Room the movie

July 30, 2015 16:06:14 Posted at July 30, 2015 16:06:14
Lainey Posted by Lainey
AKM-GSI/ Splash News

Have you read Emma Donoghue’s Room? I reviewed the book a few years ago – click here to read that post. I met Emma Donoghue. Heard her speak at an event at my alma mater, Western University. She was asked to talk for 7 minutes about creativity. She ended up talking about 7 ways writing is like sex. Delightful. Funny. So smart, so charming, really, really nice. And as a reader I kept thinking to myself, oh my God, you’re the one who came up with that story that f-cked me up for weeks afterwards, still f-cks me up now, when I think about it.

If you haven’t read Room, you should. But also be warned that it’s not easy. It’s not enjoyable. But a book’s value isn’t necessarily attached to enjoyment, is it? When you read it, have a light book – or a horny book – on standby. Because you’re going to need it afterwards. Maybe even during.

To me, Room is about love and children and choices. Especially choices. I write about those choices in my review. The choice that Ma made for Jack. The choices that Ma has to continue to make because she chose Jack. You can do that in a book. Can you do that in a movie?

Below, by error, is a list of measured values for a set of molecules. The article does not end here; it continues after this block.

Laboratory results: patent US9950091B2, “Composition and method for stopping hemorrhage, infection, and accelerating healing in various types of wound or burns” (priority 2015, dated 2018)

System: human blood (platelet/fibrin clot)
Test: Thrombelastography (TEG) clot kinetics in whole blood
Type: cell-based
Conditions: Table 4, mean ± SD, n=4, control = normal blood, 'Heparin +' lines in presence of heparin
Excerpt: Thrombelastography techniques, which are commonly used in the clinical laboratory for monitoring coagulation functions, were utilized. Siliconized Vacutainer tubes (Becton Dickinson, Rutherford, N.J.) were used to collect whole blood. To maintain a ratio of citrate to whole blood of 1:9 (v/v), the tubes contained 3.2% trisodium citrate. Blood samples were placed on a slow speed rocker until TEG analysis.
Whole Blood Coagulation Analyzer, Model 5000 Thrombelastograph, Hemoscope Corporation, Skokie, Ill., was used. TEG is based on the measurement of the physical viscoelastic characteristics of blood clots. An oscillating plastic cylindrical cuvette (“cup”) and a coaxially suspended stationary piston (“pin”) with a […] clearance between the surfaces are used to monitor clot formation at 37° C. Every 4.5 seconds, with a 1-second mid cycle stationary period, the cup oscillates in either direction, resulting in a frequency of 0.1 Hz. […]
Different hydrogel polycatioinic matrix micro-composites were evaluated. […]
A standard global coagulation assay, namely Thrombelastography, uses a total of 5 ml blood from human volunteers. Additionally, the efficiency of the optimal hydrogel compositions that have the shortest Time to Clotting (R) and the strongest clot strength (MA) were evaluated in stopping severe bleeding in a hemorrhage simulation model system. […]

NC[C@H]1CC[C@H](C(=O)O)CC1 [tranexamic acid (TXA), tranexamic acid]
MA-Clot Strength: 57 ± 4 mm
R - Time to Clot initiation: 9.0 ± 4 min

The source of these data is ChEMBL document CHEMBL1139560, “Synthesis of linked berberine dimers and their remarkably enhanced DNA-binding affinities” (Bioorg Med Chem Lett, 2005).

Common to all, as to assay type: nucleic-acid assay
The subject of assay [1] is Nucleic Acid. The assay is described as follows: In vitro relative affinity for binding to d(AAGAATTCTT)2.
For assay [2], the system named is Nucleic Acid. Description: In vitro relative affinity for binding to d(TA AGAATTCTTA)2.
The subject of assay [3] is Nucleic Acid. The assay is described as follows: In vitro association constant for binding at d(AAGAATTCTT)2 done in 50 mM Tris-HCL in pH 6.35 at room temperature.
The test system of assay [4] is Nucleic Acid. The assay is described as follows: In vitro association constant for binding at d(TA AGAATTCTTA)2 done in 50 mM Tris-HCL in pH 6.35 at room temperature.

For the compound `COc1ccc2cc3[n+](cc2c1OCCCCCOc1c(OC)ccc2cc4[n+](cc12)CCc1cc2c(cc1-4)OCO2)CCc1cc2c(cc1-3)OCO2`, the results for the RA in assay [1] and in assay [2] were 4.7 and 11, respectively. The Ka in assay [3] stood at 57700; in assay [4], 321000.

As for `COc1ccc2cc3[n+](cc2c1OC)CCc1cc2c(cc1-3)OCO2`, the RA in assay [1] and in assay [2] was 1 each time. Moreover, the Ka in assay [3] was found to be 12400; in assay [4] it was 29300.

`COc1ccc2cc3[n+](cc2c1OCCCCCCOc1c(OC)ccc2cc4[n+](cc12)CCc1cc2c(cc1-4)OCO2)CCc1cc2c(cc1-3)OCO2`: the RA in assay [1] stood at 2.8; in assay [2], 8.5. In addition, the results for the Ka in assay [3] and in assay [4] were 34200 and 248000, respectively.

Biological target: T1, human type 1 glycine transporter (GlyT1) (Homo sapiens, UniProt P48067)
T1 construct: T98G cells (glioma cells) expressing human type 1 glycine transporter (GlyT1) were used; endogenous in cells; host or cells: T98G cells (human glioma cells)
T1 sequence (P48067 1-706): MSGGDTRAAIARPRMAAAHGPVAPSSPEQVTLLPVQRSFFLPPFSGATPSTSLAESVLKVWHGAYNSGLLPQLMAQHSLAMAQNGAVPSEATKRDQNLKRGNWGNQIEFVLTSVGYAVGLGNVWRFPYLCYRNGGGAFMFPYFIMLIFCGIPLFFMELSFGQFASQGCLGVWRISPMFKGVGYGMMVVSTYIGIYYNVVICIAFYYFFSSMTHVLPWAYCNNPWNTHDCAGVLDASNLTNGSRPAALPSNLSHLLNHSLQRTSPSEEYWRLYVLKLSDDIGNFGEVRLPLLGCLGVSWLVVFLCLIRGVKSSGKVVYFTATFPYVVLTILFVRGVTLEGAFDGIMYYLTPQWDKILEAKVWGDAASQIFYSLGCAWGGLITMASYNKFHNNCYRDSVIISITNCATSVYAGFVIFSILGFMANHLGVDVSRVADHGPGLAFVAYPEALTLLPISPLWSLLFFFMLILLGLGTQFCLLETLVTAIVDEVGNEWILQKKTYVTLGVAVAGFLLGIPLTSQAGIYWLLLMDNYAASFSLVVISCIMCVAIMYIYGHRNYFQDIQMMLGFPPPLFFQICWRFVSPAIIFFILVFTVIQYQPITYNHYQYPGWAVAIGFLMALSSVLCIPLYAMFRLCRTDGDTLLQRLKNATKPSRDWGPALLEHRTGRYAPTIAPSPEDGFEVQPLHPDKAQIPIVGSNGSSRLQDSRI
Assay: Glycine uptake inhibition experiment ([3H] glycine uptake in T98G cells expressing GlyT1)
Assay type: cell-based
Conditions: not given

The first trailer for Room starring Brie Larson as Ma has been released. The film will be playing the festival circuit in a few weeks and is generating some awards buzz. A lot of what we’re seeing here deals with the “after”. And I wonder if that’s a marketing decision because, sh-t, if you spend most of the two minutes showing the “before”, well, I’m not sure anyone’s going to feel particularly enthused about going to see the movie.

“Love knows no boundaries” is what we’re being sold. And that’s definitely part of it, for sure. But if you’ve read Room, you know that it’s much more nuanced than that. Jack’s transition from Room to the World, his attachment to Room, as his only reality, his “home”, his “comfort”, takes us back to the point about choice and how those choices inform our identities. Can’t wait to see if they can cover all this in a film. Although I can do without Jack constantly talking about “having some”. Or “wanting some”. And getting “lots and lots” of it. Maybe I’m the only one who was affected by that language.

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